With China’s pension fund facing mounting pressure as its population continues to age, Reuters’ Koh Gui Qing reports that policymakers are planning to gradually raise the official retirement age:
Yin Weimin, minister of human resources and social security, said the government will gradually raise the official retirement age, which is as low as 50 for some female workers, but stressed that any policy changes will be phased in over five years.
He did not say when retirement ages will be raised.
Analysts have long warned about China’s state pension crisis and the severe funding shortage, with some estimating that the cash shortfall could rise to as high as nearly $11 trillion in the next 20 years.
[…I]n coming years, the proportion of Chinese over the age of 60 will rise to 39 percent of the population, from 15 percent now, Yin said.
[…] And as China’s economy slows to an expected 25-year low of around 7 percent this year, Yin cautioned that the country’s labor market will also face greater pressure. […] [Source]
Coverage from the South China Morning Post notes that Yin said a detailed plan for the age raises would be rolled out by 2017.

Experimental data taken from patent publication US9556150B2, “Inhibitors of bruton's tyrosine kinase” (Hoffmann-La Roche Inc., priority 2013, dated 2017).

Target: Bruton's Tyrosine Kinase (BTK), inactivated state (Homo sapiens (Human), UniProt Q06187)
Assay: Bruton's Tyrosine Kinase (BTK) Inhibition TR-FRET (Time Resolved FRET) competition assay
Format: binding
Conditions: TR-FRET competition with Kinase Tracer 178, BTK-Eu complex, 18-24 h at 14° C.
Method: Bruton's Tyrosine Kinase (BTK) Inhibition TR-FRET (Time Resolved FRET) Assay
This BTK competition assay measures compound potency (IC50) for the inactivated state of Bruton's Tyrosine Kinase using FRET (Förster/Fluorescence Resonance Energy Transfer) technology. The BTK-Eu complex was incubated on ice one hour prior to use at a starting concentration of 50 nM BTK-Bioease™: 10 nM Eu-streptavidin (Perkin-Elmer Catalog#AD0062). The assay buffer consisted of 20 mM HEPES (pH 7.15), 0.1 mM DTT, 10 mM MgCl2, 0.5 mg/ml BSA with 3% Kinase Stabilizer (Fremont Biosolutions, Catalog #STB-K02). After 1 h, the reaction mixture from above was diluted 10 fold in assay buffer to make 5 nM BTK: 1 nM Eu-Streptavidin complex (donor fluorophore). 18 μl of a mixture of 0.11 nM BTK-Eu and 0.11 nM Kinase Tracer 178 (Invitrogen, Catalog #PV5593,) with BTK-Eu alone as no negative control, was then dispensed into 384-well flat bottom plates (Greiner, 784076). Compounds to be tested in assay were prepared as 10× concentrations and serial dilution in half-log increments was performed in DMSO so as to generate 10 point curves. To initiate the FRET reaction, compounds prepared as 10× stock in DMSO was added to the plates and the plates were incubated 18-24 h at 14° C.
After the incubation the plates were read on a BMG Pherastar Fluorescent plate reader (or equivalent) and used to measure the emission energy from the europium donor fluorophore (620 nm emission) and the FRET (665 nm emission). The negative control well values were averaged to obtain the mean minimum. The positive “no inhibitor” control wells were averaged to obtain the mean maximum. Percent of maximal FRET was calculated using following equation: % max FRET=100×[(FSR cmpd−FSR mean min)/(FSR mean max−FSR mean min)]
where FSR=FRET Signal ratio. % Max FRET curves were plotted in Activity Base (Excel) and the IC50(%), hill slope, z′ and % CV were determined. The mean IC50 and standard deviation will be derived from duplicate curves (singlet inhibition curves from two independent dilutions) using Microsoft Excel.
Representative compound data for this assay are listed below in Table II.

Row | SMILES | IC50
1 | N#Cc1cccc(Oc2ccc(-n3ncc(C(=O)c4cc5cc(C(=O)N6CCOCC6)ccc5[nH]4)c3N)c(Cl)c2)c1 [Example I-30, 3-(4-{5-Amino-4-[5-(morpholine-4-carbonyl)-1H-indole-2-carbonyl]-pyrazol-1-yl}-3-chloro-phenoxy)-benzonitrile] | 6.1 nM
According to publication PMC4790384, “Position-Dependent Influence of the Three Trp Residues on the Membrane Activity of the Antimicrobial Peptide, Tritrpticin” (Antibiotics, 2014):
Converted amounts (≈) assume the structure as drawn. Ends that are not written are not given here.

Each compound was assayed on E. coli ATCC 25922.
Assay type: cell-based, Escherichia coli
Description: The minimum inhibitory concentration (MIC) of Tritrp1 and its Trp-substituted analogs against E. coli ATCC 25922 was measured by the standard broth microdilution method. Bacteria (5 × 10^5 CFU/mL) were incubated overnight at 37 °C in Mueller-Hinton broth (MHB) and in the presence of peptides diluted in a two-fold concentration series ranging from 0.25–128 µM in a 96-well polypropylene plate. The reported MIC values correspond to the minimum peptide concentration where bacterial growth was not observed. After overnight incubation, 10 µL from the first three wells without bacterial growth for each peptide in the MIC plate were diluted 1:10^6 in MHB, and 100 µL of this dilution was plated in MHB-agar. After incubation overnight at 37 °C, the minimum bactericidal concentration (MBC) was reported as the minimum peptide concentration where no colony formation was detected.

With social stability a constant goal for Beijing, the government has made urban job creation a top priority amid the ongoing economic slowdown. While last year’s breached target of 10 million new urban jobs has again been set for 2015, labor minister Yin reported that the beginning of this year has seen a slowing in job creation, and a private study suggests that hiring won’t likely pick up soon. From Magnier at the Wall Street Journal:
“Slower economic growth, increased downward pressure on the economy and industrial restructuring are making job creation more difficult,” Yin Weimin, China’s human-resources minister, said without providing details on the number of new jobs created.
Also Tuesday, human-resources consultancy Manpower Group said hiring prospects among Chinese employers are at their weakest levels since the global financial crisis. […]
[…] The survey, which is seasonally adjusted, covered 4,200 employers and showed the lowest level of hiring sentiment since the third quarter of 2009, Manpower said.
[…] Strong employment remains a top priority for China given the importance of social stability in the one-party state. […] [Source]